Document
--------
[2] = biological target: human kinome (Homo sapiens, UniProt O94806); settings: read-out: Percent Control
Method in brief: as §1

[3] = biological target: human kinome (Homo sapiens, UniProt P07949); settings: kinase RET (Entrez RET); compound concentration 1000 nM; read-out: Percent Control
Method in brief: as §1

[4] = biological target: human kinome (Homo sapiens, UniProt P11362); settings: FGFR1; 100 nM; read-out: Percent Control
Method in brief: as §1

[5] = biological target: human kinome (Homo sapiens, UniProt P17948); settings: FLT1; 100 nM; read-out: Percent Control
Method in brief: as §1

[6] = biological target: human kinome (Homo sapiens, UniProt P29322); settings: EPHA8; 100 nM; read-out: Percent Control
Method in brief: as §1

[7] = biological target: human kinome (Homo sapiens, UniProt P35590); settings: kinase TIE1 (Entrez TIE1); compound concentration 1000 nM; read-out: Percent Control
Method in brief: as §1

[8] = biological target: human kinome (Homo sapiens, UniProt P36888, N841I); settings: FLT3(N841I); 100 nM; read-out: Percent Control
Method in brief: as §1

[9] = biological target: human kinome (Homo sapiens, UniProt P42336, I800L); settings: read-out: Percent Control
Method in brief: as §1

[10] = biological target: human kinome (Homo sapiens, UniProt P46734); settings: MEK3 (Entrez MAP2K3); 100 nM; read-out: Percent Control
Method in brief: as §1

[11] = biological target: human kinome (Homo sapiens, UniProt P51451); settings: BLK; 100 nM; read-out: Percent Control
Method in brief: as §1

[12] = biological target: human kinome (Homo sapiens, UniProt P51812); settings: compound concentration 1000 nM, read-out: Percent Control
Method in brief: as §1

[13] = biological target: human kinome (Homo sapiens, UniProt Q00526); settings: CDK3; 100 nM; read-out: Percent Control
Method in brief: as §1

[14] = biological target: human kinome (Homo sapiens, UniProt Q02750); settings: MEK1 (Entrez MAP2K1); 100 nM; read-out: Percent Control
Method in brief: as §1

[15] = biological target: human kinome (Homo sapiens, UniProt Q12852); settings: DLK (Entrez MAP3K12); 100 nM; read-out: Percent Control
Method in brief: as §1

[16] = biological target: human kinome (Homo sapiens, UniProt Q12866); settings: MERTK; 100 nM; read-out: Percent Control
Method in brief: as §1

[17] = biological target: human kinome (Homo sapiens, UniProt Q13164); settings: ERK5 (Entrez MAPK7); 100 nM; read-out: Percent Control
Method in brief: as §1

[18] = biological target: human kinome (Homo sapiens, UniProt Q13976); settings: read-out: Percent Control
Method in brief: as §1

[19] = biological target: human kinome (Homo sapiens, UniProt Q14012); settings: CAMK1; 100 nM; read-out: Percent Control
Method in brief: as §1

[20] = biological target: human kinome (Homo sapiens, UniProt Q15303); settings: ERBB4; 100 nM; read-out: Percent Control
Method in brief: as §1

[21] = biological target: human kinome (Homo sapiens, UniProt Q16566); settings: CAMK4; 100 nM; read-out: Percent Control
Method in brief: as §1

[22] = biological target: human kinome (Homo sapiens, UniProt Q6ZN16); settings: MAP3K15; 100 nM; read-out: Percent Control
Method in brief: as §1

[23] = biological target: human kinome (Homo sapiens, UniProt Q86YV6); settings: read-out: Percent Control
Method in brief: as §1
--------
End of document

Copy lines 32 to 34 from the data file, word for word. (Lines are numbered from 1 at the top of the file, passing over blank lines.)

Method in brief: as §1

[18] = biological target: human kinome (Homo sapiens, UniProt Q13976); settings: read-out: Percent Control
Method in brief: as §1